The Only Remaining Incan Rope Bridge Is Rebuilt Every Year

Anna Green

The Q'eswachaka rope bridge, suspended over the Apurímac River in Peru, is a piece of living history. It is the last of the rope bridges that once connected the Incan road system, and dates back about five centuries. Rebuilt from twisted cords of grass by residents each year, it is a piece of history that is not only still in use, but regularly renewed, Atlas Obscura reports.

The bridge—spanning 118 feet and composed of local grasses—is remarkably sturdy: It can hold thousands of pounds of tension. But perhaps the most remarkable thing about the Q’eswachaka is the local community’s ongoing dedication to keeping it in working order.

Atlas Obscura explains that the bridge, though strong, only has a lifespan of one to two years before it begins to weaken. Since the structure was first built nearly half a millennium ago, residents of nearby towns have fastidiously rebuilt it hundreds of times. They continue to rebuild it to this day, with each family contributing some 90 feet of rope. Check out the video above to learn more about the structure, and watch an interview with Q’eswachaka Bridge Master Victoriano Arizapana here.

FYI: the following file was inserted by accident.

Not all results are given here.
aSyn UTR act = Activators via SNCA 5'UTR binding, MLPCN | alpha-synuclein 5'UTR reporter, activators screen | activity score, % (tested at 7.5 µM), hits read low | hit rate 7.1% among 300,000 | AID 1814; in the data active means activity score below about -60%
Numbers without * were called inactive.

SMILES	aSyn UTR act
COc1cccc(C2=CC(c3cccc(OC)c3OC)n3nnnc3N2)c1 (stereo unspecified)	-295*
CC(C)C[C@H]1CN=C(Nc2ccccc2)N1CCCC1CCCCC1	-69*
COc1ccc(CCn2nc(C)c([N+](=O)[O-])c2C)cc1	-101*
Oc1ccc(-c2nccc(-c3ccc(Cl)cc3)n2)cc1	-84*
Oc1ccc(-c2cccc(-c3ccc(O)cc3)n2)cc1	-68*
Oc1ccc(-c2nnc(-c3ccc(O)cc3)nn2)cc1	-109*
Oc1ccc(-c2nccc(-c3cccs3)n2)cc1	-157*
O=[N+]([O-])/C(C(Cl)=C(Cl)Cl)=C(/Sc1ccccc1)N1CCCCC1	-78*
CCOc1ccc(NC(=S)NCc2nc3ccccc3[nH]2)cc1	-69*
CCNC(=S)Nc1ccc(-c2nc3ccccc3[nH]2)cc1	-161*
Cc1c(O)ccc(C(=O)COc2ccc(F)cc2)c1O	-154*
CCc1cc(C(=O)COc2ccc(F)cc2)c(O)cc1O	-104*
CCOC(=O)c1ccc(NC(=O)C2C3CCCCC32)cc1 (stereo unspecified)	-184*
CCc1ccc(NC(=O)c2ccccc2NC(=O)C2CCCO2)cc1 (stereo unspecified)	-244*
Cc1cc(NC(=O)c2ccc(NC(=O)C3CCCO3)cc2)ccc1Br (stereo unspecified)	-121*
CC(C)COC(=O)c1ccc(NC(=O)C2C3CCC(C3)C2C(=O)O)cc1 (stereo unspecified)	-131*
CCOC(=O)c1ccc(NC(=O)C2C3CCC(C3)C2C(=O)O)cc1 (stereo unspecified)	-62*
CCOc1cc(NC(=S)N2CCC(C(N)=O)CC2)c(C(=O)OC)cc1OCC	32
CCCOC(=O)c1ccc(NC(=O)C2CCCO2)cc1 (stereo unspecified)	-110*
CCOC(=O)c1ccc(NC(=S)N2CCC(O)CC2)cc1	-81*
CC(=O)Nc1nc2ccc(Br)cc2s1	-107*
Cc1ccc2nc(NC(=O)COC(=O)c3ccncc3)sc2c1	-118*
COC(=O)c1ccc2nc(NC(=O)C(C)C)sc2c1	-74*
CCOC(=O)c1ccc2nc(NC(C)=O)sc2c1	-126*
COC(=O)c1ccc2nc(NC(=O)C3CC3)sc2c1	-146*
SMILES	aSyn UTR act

[h/t Atlas Obscura]

Banner Image Credit: Atlas Obscura, YouTube